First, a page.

„In fundamental theory socialism and democracy are almost if not quite one and the same. They both rest at bottom upon the absolute right of the community to determine its own destiny and that of its members. Men as communities are supreme over men as individuals.“

—  Woodrow Wilson American politician, 28th president of the United States (in office from 1913 to 1921) 1856 - 1924
“Socialism and Democracy,” essay published in The Papers of Woodrow Wilson, Arthur S. Link, ed., Vol. 5, Princeton University Press, 1968, pp. 559-62, (first published, August 22, 1887)

Douglas MacArthur photo

„Today, freedom is on the offensive, democracy is on the march.“

—  Douglas MacArthur U.S. Army general of the army, field marshal of the Army of the Philippines 1880 - 1964
Context: We stand in Tokyo today reminiscent of our countryman, Commodore Perry, ninety-two years ago. His purpose was to bring to Japan an era of enlightenment and progress, by lifting the veil of isolation to the friendship, trade, and commerce of the world. But alas the knowledge thereby gained of western science was forged into an instrument of oppression and human enslavement. Freedom of expression, freedom of action, even freedom of thought were denied through appeal to superstition, and through the application of force. We are committed by the Potsdam Declaration of principles to see that the Japanese people are liberated from this condition of slavery. … To the Pacific basin has come the vista of a new emancipated world. Today, freedom is on the offensive, democracy is on the march. Today, in Asia as well as in Europe, unshackled peoples are tasting the full sweetness of liberty, the relief from fear.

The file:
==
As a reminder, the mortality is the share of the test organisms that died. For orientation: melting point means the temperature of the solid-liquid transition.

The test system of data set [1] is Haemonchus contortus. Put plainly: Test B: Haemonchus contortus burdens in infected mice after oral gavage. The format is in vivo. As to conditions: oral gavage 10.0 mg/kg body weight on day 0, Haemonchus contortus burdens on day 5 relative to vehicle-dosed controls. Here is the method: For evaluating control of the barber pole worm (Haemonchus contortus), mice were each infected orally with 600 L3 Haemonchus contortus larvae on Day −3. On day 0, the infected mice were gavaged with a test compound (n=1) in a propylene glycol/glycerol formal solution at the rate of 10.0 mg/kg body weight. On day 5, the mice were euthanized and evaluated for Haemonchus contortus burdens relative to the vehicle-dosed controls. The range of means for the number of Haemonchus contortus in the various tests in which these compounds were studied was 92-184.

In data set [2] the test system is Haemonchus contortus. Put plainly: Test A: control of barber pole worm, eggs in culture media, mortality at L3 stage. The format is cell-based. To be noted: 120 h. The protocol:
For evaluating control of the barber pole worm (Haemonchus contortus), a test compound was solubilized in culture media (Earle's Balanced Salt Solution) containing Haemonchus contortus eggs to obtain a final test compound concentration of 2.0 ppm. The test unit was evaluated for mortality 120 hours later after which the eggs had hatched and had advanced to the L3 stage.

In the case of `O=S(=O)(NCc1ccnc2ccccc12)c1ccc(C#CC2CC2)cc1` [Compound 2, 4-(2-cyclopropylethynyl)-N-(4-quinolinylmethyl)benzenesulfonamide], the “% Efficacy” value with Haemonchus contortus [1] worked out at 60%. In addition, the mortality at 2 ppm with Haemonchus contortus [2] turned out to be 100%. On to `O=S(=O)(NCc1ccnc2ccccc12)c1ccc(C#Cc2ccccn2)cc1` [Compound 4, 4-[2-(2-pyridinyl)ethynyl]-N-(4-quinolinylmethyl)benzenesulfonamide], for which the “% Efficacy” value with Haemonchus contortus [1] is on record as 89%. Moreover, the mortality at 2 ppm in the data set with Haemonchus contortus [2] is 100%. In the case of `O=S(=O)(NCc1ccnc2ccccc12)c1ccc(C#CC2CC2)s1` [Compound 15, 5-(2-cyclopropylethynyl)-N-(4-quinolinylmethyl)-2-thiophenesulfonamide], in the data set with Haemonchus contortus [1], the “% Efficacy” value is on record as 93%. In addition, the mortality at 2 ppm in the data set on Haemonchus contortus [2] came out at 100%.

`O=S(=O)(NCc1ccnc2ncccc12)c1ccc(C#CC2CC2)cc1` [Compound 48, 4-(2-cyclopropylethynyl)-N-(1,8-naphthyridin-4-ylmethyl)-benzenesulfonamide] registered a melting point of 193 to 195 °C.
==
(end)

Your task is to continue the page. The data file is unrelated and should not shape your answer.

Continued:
Angela Merkel photo

„Without freedom the human mind is prevented from unleashing its creative force.“

—  Angela Merkel Chancellor of Germany 1954
Context: Freedom is the very essence of our economy and society. Without freedom the human mind is prevented from unleashing its creative force. But what is also clear is that this freedom does not stand alone. It is freedom in responsibility and freedom to exercise responsibility. Remarks by German Chancellor Angela Merkel before a joint session of Congress on November 04, 2009. http://www.spiegel.de/international/europe/0,1518,659196,00.html Dokumentation: Angela Merkels Rede im US-Kongress im Wortlaut http://www.welt.de/politik/ausland/article5079678/Angela-Merkels-Rede-im-US-Kongress-im-Wortlaut.html

Terry Goodkind photo

„Democracy is not a synonym for justice or for freedom. Democracy is not a sacred right sanctifying mob rule. Democracy is a principle that is subordinate to the inalienable rights of the individual.“

—  Terry Goodkind American novelist 1948
Context: People use democracy as a free-floating abstraction disconnected from reality. Democracy in and of itself is not necessarily good. Gang rape, after all, is democracy in action. All men have the right to live their own life. Democracy must be rooted in a rational philosophy that first and foremost recognizes the right of an individual. A few million Imperial Order men screaming for the lives of a much smaller number of people in the New World may win a democratic vote, but it does not give them the right to those lives, or make their calls for such killing right. Democracy is not a synonym for justice or for freedom. Democracy is not a sacred right sanctifying mob rule. Democracy is a principle that is subordinate to the inalienable rights of the individual. Q&A page at the Terry Goodkind Official Site http://www.prophets-inc.com/communicate/q_and_a.html

Walid Jumblatt photo